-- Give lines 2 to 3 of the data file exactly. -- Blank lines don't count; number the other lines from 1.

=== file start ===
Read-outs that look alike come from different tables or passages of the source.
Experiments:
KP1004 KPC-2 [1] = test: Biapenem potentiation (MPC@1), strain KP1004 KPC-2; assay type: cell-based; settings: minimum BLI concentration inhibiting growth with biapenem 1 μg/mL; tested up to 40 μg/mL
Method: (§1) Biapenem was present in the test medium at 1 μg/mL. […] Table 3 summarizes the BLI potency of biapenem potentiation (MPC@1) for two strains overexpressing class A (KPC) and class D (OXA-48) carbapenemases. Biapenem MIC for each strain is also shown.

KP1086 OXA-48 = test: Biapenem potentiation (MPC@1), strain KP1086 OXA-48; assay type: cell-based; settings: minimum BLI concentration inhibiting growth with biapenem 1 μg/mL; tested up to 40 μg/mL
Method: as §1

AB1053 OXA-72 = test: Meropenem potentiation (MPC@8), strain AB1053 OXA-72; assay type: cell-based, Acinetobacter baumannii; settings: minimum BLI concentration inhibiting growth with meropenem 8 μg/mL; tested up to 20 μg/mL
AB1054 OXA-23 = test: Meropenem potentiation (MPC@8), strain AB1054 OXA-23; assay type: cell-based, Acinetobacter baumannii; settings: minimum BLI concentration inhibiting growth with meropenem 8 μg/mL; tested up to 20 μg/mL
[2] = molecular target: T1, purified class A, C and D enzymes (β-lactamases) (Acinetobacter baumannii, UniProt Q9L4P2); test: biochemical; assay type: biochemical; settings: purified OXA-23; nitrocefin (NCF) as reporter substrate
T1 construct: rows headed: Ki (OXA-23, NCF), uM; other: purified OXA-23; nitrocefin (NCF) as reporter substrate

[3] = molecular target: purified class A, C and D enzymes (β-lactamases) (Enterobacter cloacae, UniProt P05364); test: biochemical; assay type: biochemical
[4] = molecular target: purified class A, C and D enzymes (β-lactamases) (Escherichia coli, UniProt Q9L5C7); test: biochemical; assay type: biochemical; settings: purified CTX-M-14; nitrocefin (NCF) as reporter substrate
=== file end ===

Experiments:
KP1004 KPC-2 [1] = test: Biapenem potentiation (MPC@1), strain KP1004 KPC-2; assay type: cell-based; settings: minimum BLI concentration inhibiting growth with biapenem 1 μg/mL; tested up to 40 μg/mL